Disney hasn't been producing merchandise in Bangladesh since March, Bloomberg News reported today. The decision was revealed Thursday in a letter Disney released to its licensees. Belarus, Ecuador, Pakistan and Venezuela were also taken off the list. The decision came after a massive factory fire last year exposed the poor workplace conditions in Bangladesh.
But was Disney acting out of humanitarian concerns, or was this just a cold, calculating business decision?
“These are complicated global issues and there is no ‘one size fits all’ solution,” Bob Chapek, president of the Disney's consumer products division, said in a statement.
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“Disney is a publicly held company accountable to its shareholders and after much thought and discussion we felt this was the most responsible way to manage the challenges associated with our supply chain," he added.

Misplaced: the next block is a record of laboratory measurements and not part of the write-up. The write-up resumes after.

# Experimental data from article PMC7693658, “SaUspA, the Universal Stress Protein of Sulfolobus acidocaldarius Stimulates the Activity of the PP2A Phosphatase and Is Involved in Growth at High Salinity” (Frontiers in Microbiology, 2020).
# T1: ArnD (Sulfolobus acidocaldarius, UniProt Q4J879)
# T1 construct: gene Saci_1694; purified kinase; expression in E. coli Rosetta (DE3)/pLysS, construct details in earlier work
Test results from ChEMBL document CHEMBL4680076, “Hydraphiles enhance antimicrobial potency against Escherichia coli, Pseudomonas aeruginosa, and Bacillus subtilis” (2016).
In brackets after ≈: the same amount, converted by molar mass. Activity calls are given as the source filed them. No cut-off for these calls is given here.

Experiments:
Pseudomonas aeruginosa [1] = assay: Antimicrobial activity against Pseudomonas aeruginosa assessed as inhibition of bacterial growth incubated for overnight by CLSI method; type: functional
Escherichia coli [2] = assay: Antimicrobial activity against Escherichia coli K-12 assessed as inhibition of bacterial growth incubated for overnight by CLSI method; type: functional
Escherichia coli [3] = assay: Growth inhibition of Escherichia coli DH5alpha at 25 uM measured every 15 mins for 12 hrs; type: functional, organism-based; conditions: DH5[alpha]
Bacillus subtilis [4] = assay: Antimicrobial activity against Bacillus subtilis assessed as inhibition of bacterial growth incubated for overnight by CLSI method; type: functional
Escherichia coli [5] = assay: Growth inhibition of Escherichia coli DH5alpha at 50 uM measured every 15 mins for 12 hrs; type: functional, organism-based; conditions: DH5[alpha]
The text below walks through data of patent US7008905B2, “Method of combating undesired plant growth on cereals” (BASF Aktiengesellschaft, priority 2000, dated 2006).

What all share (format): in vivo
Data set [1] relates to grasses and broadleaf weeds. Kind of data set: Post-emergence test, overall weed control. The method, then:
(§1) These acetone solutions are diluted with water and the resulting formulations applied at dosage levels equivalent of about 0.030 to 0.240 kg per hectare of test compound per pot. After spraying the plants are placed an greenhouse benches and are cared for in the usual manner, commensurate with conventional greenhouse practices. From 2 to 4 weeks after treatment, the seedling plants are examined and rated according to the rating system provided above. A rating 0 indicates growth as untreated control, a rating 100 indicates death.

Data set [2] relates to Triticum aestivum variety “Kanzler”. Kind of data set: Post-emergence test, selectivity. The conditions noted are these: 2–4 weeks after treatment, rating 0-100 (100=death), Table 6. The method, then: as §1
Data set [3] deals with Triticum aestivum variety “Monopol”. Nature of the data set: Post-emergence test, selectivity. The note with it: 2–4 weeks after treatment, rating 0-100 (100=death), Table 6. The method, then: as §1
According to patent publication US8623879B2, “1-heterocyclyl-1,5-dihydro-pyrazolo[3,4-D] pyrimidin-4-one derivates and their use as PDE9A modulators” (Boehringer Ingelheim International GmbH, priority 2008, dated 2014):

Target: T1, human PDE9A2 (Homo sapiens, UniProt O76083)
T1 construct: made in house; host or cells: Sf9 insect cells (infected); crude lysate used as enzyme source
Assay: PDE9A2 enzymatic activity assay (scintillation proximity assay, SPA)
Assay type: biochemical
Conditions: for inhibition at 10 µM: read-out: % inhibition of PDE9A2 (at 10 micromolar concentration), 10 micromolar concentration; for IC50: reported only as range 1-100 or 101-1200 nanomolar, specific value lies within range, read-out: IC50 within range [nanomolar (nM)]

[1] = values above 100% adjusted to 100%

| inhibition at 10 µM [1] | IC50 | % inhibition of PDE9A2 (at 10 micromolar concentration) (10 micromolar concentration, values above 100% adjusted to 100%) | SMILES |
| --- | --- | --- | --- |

The decision was revealed after yet another, more recent tragedy struck Bangladesh. A building collapse last week left more than 500 people dead.
Yet some people, such as Peter Grier of The Christian Science Monitor, argue that it would be better for workers if major companies stayed in Bangladesh and used their clout to insist on better working conditions.
The Worker Rights Consortium writes on its website that it "strongly encourages licensees to stay and work to correct violations at problem factories." In fact, the organization says that it "views 'cutting and running' from a factory as a serious abrogation of a licensee's responsibilities."